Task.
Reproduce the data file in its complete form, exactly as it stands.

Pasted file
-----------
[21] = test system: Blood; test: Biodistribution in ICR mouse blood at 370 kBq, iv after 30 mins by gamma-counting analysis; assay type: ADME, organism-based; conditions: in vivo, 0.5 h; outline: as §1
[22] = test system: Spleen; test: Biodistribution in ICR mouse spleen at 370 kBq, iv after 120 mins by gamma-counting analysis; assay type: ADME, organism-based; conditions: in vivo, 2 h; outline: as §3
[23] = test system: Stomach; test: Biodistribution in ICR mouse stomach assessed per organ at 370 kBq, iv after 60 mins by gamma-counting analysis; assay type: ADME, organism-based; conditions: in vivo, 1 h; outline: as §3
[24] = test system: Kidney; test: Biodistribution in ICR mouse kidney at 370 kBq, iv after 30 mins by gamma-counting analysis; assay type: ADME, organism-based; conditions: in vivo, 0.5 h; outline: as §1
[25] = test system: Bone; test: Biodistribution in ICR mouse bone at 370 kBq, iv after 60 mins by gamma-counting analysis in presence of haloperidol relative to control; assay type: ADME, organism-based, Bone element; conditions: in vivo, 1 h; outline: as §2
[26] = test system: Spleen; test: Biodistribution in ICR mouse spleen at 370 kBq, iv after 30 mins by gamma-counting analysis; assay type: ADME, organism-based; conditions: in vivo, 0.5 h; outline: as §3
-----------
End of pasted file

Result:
[21] = test system: Blood; test: Biodistribution in ICR mouse blood at 370 kBq, iv after 30 mins by gamma-counting analysis; assay type: ADME, organism-based; conditions: in vivo, 0.5 h; outline: as §1
[22] = test system: Spleen; test: Biodistribution in ICR mouse spleen at 370 kBq, iv after 120 mins by gamma-counting analysis; assay type: ADME, organism-based; conditions: in vivo, 2 h; outline: as §3
[23] = test system: Stomach; test: Biodistribution in ICR mouse stomach assessed per organ at 370 kBq, iv after 60 mins by gamma-counting analysis; assay type: ADME, organism-based; conditions: in vivo, 1 h; outline: as §3
[24] = test system: Kidney; test: Biodistribution in ICR mouse kidney at 370 kBq, iv after 30 mins by gamma-counting analysis; assay type: ADME, organism-based; conditions: in vivo, 0.5 h; outline: as §1
[25] = test system: Bone; test: Biodistribution in ICR mouse bone at 370 kBq, iv after 60 mins by gamma-counting analysis in presence of haloperidol relative to control; assay type: ADME, organism-based, Bone element; conditions: in vivo, 1 h; outline: as §2
[26] = test system: Spleen; test: Biodistribution in ICR mouse spleen at 370 kBq, iv after 30 mins by gamma-counting analysis; assay type: ADME, organism-based; conditions: in vivo, 0.5 h; outline: as §3